Nightmare Alley

Written by Taylor Baker


Four years on from Guillermo Del Toro’s Oscar winning film The Shape of Water he returns to the big screen with Nightmare Alley. A cautionary tale built around Bradley Cooper’s Stan Carlisle, who plays a carny that wants more out of life. After setting fire to a house on a hill Stan begins his journey. Worming his way down the literal and metaphorical road until he happens upon a carnival. There he happens into a tent to watch a creature called a Geek bite off a chicken’s head. In what may very well be a partial ode to Freaks, not just an homage to the novel it is based on and the film it shares the title of, he takes up a job offer from Willem Dafoe’s Clem Hoately.

In these early portions of the film with the carnival as the backdrop, Del Toro and cinematographer Dan Lausten are at their collective best, using the frame to capture the oddities, eccentricities, and characters that make up the community and place. As the film builds there begins to be a listless unmoored sense of camera movement where jump cuts don’t work in concert, fades don’t sync symmetrically, and a lack of cohesive visual control becomes apparent. It’s as if the decisions on how to compose and block the shots were made without considering how to build out from the last sequence. Which leads to a disjointed focus that keeps the viewer from staying buried in the narrative.

Stan goes on to strike up a relationship with Toni Collette’s Zeena, a tarot reader who resides at a permanent carnival location that his troupe arrives at. He learns tools of the trade from her and her partner Pete Krumbein played by David Strathairn. Ron Perlman, the aforementioned Willem Dafoe, and Mark Povinelli round out the rest of the major supporting cast at the carnival with the real focus of Stan being on Rooney Mara’s Molly whom he becomes besotted with. As he looks for a way out to do something more exciting and take Molly away an opportunity arises.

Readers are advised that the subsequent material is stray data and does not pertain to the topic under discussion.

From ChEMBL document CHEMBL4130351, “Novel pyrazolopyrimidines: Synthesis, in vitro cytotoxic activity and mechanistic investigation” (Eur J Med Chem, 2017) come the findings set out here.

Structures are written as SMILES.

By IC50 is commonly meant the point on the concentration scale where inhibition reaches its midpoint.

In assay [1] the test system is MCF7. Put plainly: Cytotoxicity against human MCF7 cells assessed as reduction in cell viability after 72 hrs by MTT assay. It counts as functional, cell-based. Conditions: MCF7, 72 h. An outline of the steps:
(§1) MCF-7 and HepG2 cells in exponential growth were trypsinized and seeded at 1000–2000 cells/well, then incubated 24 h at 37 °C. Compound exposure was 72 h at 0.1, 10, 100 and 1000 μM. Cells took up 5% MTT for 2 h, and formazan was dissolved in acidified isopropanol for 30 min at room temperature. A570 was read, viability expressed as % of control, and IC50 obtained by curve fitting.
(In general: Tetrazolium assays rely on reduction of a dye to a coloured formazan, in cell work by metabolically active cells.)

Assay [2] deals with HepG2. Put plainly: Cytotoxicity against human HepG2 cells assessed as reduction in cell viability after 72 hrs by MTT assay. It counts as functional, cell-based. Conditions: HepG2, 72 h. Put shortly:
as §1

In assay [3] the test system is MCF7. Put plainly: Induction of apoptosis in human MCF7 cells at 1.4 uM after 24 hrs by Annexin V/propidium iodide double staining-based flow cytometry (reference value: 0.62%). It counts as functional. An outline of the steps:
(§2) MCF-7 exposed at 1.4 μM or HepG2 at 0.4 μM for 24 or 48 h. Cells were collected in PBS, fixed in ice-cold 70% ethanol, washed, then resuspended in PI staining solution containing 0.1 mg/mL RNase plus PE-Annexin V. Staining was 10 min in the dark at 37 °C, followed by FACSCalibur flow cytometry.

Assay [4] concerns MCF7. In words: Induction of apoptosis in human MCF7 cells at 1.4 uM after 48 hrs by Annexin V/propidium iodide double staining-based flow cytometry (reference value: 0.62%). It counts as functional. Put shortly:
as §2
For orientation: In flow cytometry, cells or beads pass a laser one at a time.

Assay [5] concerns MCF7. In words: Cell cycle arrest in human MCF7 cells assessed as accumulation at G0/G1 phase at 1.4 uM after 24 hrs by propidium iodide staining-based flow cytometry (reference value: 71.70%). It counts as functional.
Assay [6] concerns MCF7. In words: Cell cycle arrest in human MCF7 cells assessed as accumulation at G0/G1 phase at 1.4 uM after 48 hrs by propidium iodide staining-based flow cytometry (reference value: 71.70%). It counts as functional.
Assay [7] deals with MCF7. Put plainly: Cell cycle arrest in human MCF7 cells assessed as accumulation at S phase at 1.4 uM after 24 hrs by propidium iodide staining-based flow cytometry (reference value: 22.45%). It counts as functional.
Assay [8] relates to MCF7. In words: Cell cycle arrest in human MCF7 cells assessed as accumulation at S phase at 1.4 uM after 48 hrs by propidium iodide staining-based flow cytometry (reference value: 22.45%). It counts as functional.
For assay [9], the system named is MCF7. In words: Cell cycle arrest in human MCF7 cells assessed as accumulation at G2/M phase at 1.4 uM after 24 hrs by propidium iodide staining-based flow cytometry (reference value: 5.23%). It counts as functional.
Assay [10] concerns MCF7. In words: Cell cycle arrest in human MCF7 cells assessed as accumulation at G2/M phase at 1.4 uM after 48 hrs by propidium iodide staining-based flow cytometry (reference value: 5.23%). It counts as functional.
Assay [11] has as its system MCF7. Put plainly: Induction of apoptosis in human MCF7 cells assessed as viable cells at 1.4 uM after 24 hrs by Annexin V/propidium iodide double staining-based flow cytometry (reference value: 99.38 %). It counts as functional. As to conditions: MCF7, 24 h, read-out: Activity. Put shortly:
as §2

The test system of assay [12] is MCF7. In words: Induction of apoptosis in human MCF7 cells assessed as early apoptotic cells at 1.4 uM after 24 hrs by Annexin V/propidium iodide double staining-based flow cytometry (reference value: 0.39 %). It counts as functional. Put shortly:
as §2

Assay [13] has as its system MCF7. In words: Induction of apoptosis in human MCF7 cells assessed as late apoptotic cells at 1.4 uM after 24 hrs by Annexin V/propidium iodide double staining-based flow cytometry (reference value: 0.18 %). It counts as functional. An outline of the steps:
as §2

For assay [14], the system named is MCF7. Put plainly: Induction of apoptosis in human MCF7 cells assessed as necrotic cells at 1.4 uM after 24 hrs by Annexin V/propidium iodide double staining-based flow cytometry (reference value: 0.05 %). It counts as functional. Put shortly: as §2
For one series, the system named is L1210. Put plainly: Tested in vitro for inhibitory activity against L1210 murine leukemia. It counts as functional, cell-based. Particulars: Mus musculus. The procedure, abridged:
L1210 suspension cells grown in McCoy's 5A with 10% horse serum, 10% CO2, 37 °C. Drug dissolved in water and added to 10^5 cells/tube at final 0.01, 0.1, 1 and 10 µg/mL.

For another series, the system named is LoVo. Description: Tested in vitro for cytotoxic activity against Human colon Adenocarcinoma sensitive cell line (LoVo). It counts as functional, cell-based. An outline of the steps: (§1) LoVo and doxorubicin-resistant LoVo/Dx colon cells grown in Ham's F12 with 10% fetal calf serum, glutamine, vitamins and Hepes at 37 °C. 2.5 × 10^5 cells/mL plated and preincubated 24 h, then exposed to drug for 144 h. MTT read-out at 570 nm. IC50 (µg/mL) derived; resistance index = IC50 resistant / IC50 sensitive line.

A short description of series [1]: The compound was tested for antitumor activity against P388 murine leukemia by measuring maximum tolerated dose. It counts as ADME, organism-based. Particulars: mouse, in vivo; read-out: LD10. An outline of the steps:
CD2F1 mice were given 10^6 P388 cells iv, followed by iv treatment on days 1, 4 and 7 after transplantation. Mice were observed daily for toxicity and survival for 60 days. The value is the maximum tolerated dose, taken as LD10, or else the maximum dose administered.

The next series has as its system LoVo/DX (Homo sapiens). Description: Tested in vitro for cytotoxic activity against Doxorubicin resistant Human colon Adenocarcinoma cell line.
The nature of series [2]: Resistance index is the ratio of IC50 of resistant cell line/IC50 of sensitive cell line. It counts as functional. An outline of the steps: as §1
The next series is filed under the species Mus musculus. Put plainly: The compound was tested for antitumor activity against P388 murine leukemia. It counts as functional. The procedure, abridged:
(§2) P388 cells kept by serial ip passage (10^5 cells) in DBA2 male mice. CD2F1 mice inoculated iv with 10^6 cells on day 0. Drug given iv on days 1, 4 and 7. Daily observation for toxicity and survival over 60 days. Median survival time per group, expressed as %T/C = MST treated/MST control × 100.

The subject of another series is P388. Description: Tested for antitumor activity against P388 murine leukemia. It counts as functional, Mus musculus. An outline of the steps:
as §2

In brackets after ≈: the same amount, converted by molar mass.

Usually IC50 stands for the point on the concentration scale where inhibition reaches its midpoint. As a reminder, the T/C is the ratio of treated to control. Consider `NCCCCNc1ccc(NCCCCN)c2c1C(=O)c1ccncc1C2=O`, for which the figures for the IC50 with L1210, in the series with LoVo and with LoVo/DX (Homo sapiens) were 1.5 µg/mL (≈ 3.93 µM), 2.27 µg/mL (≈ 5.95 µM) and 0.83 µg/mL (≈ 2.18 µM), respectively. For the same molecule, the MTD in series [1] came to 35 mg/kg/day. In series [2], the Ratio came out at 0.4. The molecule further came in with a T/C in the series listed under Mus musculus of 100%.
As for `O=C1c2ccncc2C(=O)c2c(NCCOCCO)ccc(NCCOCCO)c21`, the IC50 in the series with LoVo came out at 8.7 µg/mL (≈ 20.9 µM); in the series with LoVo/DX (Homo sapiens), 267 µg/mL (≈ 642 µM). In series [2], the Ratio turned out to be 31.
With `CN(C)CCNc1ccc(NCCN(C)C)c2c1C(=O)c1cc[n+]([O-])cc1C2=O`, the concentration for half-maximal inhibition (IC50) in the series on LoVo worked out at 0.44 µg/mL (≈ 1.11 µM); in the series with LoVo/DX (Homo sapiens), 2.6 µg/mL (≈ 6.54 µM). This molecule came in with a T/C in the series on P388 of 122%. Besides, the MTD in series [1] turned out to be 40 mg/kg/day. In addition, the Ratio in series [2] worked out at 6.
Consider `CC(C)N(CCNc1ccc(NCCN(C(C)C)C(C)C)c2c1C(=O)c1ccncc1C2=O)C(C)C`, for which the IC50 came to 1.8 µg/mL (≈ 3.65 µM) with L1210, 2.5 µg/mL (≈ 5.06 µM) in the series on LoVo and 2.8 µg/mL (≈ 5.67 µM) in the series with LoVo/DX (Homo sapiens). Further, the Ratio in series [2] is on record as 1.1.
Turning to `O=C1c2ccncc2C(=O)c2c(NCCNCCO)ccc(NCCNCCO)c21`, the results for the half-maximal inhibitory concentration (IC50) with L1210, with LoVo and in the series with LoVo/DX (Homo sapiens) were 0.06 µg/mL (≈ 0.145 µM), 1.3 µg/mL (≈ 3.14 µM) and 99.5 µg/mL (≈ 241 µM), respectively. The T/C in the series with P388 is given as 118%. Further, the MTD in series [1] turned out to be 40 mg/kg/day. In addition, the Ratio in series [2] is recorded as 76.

They take advantage of their chance and head out of the carnival they call home in a truck and head to the city where years go by as they work a mentalist act. Molly begins to miss her life from before as she becomes frustrated with Stan and his pursuit of more and ever-present dissatisfaction with the present circumstances. At this point in time, Cate Blanchett’s psychiatrist Lilith comes into the film as she’s attending the performance on behalf of a benefactor. After a particularly engaging sequence performed excellently by Cooper, they begin a sort of business relationship.

From there on out the stakes of the film are made clear, and we get fantastic though brief sequences with the likes of Mary Steenbergen, Richard Jenkins, and Holt McCallany. It has one of if not the most memorable finale sequence of the year. Nightmare Alley is Del Toro’s most tame film to date. That rings as an homage more than a distinctive work, but nonetheless a film that stands shoulder to shoulder among most of the year’s crop from popular filmmakers.

Nightmare Alley Trailer

Nightmare Alley will be available in wide theatrical release starting December 17th.

You can follow more of Taylor’s thoughts on LetterboxdTwitter, and Rotten Tomatoes.

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